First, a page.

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Hydrogenious scientists nominated for 2018 German Future Prize for work on liquid organic hydrogen storage

Prof. Peter Wasserscheid, Prof. Wolfgang Arlt and Dr.-Ing. Daniel Teichmann, CEO of FAU (Friedrich-Alexander-Universität) spin-off Hydrogenious Technologies GmbH, have been nominated for the 2018 German Future Prize (German President’s Award for Innovation in Science and Technology).

Being nominated for this award honors the achievements of these FAU scientists in research and development into safe hydrogen storage and successfully getting it ready for the market as a contribution to a sustainable energy system. The jury will be choosing the winners on 28 November and Federal President Dr. Frank-Walter Steinmeier will present the 2018 prize in the evening.

The researchers are pursuing their vision of using hydrogen instead of fossil fuels and thus making use of existing supply infrastructure with their venture. Dr. Peter Wasserscheid from Friedrich-Alexander-Universität Erlangen-Nürnberg (FAU) and director of the Helmholtz Institute Erlangen-Nürnberg for Renewable Energy, part of Forschungszentrum Jülich, Prof. Dr. Wolfgang Arlt, former holder of the Chair of Thermal Process Engineering at FAU and Dr. Daniel Teichmann, FAU alumnus and managing director of Hydrogenious Technologies GmbH have now found a means of binding hydrogen in a non-explosive and non-toxic carrier fluid and releasing it when required.

The carrier substance is left behind as a liquid refillable bottle and can be refilled with hydrogen at any time. This LOHC (liquid organic hydrogen carrier) technology offers an efficient and safe method for storing and transporting hydrogen, not only as a fuel in regional transportation networks, but also for transporting renewable energy without losses worldwide—for example from thinly-populated regions with good conditions for generating wind or solar power to densely-populated and highly industrialized regions.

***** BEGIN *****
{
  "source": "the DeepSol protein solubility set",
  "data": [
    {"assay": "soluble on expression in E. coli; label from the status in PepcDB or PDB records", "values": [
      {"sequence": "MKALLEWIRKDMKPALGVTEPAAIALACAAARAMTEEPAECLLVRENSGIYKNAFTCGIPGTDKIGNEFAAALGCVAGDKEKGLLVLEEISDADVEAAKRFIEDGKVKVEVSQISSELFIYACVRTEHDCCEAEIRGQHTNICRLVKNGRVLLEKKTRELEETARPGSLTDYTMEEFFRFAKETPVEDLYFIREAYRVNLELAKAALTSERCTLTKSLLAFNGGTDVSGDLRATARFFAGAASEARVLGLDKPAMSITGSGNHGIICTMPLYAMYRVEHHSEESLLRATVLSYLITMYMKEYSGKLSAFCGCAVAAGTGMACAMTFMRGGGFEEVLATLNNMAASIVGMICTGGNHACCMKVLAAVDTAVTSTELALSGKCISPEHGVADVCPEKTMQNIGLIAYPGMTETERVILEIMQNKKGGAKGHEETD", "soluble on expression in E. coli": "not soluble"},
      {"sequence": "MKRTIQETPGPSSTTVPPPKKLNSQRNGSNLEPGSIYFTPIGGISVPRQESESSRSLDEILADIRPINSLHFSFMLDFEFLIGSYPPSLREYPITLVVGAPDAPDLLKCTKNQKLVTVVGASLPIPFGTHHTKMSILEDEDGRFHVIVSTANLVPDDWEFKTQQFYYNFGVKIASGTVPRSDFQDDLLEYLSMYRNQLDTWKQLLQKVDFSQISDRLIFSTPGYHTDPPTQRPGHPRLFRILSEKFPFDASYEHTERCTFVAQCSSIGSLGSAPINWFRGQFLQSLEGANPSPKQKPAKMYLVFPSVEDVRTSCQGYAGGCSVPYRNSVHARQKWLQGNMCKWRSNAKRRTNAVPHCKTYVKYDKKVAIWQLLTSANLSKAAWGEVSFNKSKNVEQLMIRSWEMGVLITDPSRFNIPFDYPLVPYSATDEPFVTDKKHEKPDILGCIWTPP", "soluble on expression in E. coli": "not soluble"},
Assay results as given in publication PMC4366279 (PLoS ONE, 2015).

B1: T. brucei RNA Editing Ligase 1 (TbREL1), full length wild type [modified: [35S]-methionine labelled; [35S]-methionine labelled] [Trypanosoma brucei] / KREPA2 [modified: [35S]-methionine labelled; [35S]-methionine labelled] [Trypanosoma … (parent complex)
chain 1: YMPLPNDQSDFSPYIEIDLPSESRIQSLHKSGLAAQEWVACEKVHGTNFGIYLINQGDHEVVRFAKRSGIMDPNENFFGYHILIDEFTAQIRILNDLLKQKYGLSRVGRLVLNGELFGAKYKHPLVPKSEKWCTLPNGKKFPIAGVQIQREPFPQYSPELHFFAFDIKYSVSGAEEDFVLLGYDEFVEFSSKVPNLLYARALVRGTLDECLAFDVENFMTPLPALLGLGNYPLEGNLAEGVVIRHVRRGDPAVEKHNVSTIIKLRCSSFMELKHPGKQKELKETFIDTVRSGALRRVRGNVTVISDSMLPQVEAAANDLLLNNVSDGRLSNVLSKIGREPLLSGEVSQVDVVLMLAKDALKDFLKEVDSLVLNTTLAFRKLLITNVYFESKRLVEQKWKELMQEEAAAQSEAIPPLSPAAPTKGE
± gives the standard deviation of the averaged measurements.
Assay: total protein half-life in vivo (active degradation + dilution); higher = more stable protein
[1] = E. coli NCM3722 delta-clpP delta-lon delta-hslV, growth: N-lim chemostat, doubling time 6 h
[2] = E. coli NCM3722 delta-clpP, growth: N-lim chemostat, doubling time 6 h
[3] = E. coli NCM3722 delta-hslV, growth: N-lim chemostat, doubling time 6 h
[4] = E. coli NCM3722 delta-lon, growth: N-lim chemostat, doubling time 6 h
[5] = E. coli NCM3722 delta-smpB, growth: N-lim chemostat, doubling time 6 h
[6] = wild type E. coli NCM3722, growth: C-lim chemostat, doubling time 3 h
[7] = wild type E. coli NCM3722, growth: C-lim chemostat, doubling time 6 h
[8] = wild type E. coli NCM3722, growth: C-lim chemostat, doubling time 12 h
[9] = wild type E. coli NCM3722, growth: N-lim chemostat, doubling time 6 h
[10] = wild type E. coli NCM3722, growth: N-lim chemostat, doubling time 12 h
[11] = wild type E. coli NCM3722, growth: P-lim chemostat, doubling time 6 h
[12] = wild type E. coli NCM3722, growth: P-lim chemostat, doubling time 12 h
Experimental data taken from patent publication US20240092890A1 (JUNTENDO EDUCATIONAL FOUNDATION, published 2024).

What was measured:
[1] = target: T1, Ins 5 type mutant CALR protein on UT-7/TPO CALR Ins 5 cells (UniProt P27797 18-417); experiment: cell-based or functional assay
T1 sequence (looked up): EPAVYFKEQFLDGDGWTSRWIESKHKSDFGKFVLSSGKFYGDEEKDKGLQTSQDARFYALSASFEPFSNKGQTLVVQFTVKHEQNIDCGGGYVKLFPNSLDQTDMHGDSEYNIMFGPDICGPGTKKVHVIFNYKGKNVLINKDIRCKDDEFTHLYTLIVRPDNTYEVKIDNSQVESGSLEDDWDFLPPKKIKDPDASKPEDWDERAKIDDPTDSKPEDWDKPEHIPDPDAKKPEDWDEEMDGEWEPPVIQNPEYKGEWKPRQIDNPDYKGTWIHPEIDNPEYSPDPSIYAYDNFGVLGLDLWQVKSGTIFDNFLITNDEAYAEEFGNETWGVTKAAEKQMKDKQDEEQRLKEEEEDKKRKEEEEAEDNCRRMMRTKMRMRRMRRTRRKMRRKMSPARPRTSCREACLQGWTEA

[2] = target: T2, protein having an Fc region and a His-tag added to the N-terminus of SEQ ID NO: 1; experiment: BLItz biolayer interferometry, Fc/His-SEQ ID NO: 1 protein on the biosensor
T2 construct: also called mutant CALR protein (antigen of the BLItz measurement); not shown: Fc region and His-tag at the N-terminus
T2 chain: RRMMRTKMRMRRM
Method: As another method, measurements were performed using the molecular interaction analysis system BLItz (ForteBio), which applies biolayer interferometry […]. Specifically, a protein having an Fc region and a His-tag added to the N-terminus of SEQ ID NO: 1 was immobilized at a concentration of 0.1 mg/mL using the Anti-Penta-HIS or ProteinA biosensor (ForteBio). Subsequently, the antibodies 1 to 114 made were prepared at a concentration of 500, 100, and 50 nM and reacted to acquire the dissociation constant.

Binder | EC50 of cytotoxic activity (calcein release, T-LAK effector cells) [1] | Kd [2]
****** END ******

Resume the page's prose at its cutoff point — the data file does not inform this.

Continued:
Hydrogenious Technologies GmbH, a spin-off of FAU, has already won several awards for its LOHC technology such as the German Business Innovation Award, the Energy Transition Award of the German Energy Agency and the Bavarian Founder Award.



Nothing on the energy overhead or weight-fraction of hydrogen.  AAMOF, no specifics whatsoever.  Pure wind.  The Hydrogenious web site refers to a 1:41 YouTube video which shows only that the liquid carrier is non-flammable.  Oh, it's referred to as an "oil".  That's it.  Nothing about how hydrogen is put in or taken out.

Ammonia allows hydrogen transport very cheaply without the need to return a carrier for reuse.  The carrier is nitrogen, which can be taken from or dumped to the atmosphere anywhere.  It carries 17.3% hydrogen by weight.


Ammonia is a bit scary, and it is also a gas.
[ Although it is used a lot in industry ]


Ammonia can't go "kaboom" like hydrogen, and you can detect it with your nose.  It should be acceptable for self-serve fueling, which hydrogen doesn't seem to be.

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